Beneath the tracks

From the excellent article by Will Hawkes
I happened to be in Camden Town on Wednesday evening for an event but at a loss for what to do in the mean time. I needn't have worried however as the ever friendly Mark Dredge invited me along for a look around Camden Town Brewery. Squeezed into the space beneath Kentish Town West station is the shiny new brewplant, in operation for about 18 months now.

                                                            "We have no heat in the brewery offices; so I'll take you through to the brew room";
says Mark, ever the Southern softie.
The brewery is organised logically under the five arches, flowing from storage, to the brewing room, filled with shiny mash kettle and lauter tun and three massive grain silos where the malt is piped in once a month from German tankers. Under arch number three are the fermentation and conditioning tanks and I'm informed that the brewery has ordered some larger external conditioning tanks to maximise capacity. The tanks that arrived a month ago were so large the entire glass front had to be removed. Through the door to arch number four and we see the packaging room, both a bottling line and kegging machine, plus a few palates of beer waiting to be shipped. "A few weeks ago we were down to about 6 kegs left in total, its great that we're selling so much, but it means we don't have much flexibility if one of our accounts wants to order extra at short notice". The final arch holds the offices and serving area, though this is to become a fully functioning bar in the new year. The plans sound ambitious, but given what the brewery has already achieved they won't even break a sweat.

Spent malt in lauter tun raked
to extract the maximum wort
There's a brew on, the second of the day and steping through into arch number two we're greeted by the comforting smell of stewing malt, its breakfast all day at the brewery and with three brews needed to fill each fermenter beer is often being made 24 hours. We stand in the warm and the hops are released into the mash kettle. I know this because the air is filled with the at once soporific and invigorating aroma of noble hops, the hop pellets crumbling as they hit the roiling wort.
Back into the tasting area and I espy some pellet hops on the bar which I'm challenged to identify. I fail miserably but at least getting the country correct. They're simcoe, stalwart of the Camden Pale.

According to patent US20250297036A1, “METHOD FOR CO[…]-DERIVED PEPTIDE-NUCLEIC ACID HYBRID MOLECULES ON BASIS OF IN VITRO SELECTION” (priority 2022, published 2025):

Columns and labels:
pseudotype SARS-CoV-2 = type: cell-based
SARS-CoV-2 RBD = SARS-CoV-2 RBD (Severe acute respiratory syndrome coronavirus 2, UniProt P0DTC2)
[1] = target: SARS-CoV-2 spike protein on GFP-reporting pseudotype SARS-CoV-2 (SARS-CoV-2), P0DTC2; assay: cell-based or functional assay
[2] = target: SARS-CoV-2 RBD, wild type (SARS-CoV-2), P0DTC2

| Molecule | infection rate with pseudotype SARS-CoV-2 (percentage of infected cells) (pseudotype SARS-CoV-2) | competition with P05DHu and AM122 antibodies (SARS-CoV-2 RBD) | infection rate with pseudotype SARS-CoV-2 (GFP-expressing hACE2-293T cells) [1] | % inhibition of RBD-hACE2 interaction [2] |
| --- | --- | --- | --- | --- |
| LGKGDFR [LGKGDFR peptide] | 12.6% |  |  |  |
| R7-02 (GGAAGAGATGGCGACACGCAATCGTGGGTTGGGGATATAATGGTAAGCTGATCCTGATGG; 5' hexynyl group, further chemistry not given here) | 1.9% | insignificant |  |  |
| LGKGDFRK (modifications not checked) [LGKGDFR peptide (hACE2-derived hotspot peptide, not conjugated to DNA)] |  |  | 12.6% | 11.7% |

The Black Heart, Camden
Palate (ok the analogy breaks down here a bit!):
The brewery is full of young workers and use of space is ingenious. There's something crammed into every corner. The lines are being cleaned so I'm recommended to try the brews at the nearby Black Heart pub. Ninety minutes have flown by and I'm running late for my next stop; so I thank Mark and head on.

In search of food later I seek out the pub recommended and am pleased to see four camden beers on font plus a good selection of other brewery's offerings should that be my wont. I order a half of each but the pale has run out. Its a lovely beer and I've tried it before and I'll have it again.

L-R: Wheat, Lager and Ink
Camden Hells Lager: a clear golden helles with hay aroma. Sweet and silky there's just enough of a hop bite in the finish to let you know they're there. Perhaps a tad too carbonated for my liking but I can see this being very popular with macrolager suppers.

Camden Wheat: I'd tried this on bottle, but served at the correct temperature its a different beer. Very clove heavy before the wheat beeer flavours are now in balance, with the banana in the nose following into the body and the wheat spiciness beckoning you in for a further gulp.

Fabiola Santini loves the Ink
Camden Ink: The new arrival to the family. Silky black with foamy head. Coffee, roast barley and milk chocolate nose with smooth body and plenty of roastiness. Long bitter chocolate finish. A great stout that will hook drinkers away from that ubiquitous G-stuff. As if to prove my point a punter turns up and orders one of the usual. On being informed that they don't have it he looks dejected but perks up at being offered a taste of the Ink:

"Its a bit too bitter on its own but actually it has a really lovely aftertaste. I normally drink Guinness with blackcurrant but this is better"
He still goes for the blackcurrant though, ah well, small steps!

Second pizza of the evening!
I share all of my beers with an Italian rock music journalist as my food appears. They all go well with my choice of sustenance: goats cheese, rocket, artichoke and pine nut pizza, made fresh to order. With decent food, music and beer its a pub I'm sure to return to.

Camden Town has a solid range of beers, a great location and workforce and plenty of ideas for the future. They'll certainly be ones to watch in 2012 and I'm definitely intending to return when the new bar is operational. Thanks Mark for the tour and samples and see you soon!

Follow the brewery on Twitter here.

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